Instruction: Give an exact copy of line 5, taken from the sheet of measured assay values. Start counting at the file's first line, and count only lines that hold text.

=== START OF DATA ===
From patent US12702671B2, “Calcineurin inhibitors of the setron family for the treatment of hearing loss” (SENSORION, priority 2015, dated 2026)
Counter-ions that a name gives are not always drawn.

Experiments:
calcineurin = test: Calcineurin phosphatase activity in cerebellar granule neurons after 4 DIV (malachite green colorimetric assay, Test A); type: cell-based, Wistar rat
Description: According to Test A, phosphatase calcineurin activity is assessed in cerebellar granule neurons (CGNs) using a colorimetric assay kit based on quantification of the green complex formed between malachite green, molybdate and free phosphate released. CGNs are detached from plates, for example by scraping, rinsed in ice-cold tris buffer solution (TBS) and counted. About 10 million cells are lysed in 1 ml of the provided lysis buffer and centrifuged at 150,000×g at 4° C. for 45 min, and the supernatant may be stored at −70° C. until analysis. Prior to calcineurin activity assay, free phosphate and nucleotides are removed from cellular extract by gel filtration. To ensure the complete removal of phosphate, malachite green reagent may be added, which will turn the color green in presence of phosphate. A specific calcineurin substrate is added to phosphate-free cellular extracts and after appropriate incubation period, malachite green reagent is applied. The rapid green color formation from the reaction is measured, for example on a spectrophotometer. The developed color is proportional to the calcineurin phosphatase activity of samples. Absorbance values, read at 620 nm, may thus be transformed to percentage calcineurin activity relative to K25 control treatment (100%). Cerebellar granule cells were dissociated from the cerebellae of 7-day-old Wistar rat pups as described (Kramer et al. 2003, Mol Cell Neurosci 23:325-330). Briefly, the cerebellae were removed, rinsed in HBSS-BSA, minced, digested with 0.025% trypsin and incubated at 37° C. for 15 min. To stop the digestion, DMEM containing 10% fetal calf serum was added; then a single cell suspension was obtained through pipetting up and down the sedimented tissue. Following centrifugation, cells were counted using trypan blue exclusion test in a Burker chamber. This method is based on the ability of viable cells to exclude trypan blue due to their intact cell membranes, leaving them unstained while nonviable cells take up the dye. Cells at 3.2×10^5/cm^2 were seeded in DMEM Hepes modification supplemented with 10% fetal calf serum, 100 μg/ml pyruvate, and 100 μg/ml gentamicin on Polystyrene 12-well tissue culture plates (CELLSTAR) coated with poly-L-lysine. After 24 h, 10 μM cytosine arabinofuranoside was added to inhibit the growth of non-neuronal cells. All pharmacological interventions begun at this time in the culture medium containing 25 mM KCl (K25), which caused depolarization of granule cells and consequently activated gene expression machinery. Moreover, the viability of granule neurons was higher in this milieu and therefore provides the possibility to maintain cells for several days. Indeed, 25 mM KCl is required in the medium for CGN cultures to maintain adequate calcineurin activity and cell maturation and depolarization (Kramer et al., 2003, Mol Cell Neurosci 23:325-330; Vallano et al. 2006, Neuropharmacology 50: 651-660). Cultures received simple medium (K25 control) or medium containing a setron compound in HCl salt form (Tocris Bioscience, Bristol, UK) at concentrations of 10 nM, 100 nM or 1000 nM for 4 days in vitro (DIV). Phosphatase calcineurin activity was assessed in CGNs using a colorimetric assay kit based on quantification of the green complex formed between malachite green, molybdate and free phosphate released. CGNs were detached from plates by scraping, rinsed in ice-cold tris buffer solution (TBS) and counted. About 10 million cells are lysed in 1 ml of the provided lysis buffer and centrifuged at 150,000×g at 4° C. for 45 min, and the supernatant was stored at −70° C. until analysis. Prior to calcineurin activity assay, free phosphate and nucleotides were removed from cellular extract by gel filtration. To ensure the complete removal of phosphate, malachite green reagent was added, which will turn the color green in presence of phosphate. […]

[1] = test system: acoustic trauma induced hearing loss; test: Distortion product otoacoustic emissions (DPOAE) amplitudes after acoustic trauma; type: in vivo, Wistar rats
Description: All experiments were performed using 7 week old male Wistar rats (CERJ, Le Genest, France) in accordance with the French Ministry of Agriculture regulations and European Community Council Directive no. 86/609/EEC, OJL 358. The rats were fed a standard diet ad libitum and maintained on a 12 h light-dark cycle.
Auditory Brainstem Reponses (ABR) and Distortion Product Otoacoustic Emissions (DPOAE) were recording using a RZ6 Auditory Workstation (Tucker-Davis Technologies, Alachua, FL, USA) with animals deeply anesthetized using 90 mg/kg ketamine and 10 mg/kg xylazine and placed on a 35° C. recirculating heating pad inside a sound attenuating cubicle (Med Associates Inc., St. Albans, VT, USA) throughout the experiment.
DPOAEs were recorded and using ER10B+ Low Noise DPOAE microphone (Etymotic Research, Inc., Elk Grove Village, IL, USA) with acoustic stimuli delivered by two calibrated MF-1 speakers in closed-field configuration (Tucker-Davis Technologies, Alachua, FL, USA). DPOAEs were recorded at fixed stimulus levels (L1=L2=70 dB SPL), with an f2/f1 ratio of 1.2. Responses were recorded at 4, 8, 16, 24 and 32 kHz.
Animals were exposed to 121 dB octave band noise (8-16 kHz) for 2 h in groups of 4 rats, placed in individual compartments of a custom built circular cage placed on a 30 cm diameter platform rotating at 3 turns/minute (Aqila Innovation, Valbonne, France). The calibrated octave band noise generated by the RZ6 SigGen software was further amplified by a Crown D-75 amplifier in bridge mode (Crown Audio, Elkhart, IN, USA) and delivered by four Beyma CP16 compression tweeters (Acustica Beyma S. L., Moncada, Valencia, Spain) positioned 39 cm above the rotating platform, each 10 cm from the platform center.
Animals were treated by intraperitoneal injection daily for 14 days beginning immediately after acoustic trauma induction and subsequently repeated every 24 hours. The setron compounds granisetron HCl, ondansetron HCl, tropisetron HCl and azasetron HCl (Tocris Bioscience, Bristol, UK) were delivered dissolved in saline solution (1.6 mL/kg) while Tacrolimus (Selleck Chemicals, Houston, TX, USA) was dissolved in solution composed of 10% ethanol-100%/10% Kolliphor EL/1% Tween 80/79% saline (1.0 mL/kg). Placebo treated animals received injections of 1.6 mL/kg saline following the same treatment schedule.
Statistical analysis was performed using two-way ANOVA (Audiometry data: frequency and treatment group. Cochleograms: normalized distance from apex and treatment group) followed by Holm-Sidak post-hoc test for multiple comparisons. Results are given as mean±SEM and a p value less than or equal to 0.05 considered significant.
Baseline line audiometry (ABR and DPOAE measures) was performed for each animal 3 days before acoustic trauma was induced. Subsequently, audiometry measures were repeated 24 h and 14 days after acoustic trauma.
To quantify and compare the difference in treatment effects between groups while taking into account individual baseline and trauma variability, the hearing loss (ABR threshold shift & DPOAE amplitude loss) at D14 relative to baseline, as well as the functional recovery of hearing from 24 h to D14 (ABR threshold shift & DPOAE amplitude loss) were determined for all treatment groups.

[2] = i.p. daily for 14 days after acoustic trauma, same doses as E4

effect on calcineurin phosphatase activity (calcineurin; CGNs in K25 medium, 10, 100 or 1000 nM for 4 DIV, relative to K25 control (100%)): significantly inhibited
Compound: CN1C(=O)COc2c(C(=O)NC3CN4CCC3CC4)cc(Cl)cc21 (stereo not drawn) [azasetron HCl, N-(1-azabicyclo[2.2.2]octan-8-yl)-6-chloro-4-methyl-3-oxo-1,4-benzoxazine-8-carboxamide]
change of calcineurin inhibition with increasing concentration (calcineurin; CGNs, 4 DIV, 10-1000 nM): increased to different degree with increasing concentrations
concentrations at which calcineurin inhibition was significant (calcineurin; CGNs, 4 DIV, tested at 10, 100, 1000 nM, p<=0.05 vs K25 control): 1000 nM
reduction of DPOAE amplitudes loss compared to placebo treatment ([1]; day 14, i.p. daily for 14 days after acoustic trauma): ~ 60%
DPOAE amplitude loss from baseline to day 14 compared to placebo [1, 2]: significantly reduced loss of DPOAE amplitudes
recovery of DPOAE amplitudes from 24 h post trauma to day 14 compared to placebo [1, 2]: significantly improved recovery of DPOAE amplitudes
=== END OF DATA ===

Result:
Description: According to Test A, phosphatase calcineurin activity is assessed in cerebellar granule neurons (CGNs) using a colorimetric assay kit based on quantification of the green complex formed between malachite green, molybdate and free phosphate released. CGNs are detached from plates, for example by scraping, rinsed in ice-cold tris buffer solution (TBS) and counted. About 10 million cells are lysed in 1 ml of the provided lysis buffer and centrifuged at 150,000×g at 4° C. for 45 min, and the supernatant may be stored at −70° C. until analysis. Prior to calcineurin activity assay, free phosphate and nucleotides are removed from cellular extract by gel filtration. To ensure the complete removal of phosphate, malachite green reagent may be added, which will turn the color green in presence of phosphate. A specific calcineurin substrate is added to phosphate-free cellular extracts and after appropriate incubation period, malachite green reagent is applied. The rapid green color formation from the reaction is measured, for example on a spectrophotometer. The developed color is proportional to the calcineurin phosphatase activity of samples. Absorbance values, read at 620 nm, may thus be transformed to percentage calcineurin activity relative to K25 control treatment (100%). Cerebellar granule cells were dissociated from the cerebellae of 7-day-old Wistar rat pups as described (Kramer et al. 2003, Mol Cell Neurosci 23:325-330). Briefly, the cerebellae were removed, rinsed in HBSS-BSA, minced, digested with 0.025% trypsin and incubated at 37° C. for 15 min. To stop the digestion, DMEM containing 10% fetal calf serum was added; then a single cell suspension was obtained through pipetting up and down the sedimented tissue. Following centrifugation, cells were counted using trypan blue exclusion test in a Burker chamber. This method is based on the ability of viable cells to exclude trypan blue due to their intact cell membranes, leaving them unstained while nonviable cells take up the dye. Cells at 3.2×10^5/cm^2 were seeded in DMEM Hepes modification supplemented with 10% fetal calf serum, 100 μg/ml pyruvate, and 100 μg/ml gentamicin on Polystyrene 12-well tissue culture plates (CELLSTAR) coated with poly-L-lysine. After 24 h, 10 μM cytosine arabinofuranoside was added to inhibit the growth of non-neuronal cells. All pharmacological interventions begun at this time in the culture medium containing 25 mM KCl (K25), which caused depolarization of granule cells and consequently activated gene expression machinery. Moreover, the viability of granule neurons was higher in this milieu and therefore provides the possibility to maintain cells for several days. Indeed, 25 mM KCl is required in the medium for CGN cultures to maintain adequate calcineurin activity and cell maturation and depolarization (Kramer et al., 2003, Mol Cell Neurosci 23:325-330; Vallano et al. 2006, Neuropharmacology 50: 651-660). Cultures received simple medium (K25 control) or medium containing a setron compound in HCl salt form (Tocris Bioscience, Bristol, UK) at concentrations of 10 nM, 100 nM or 1000 nM for 4 days in vitro (DIV). Phosphatase calcineurin activity was assessed in CGNs using a colorimetric assay kit based on quantification of the green complex formed between malachite green, molybdate and free phosphate released. CGNs were detached from plates by scraping, rinsed in ice-cold tris buffer solution (TBS) and counted. About 10 million cells are lysed in 1 ml of the provided lysis buffer and centrifuged at 150,000×g at 4° C. for 45 min, and the supernatant was stored at −70° C. until analysis. Prior to calcineurin activity assay, free phosphate and nucleotides were removed from cellular extract by gel filtration. To ensure the complete removal of phosphate, malachite green reagent was added, which will turn the color green in presence of phosphate. […]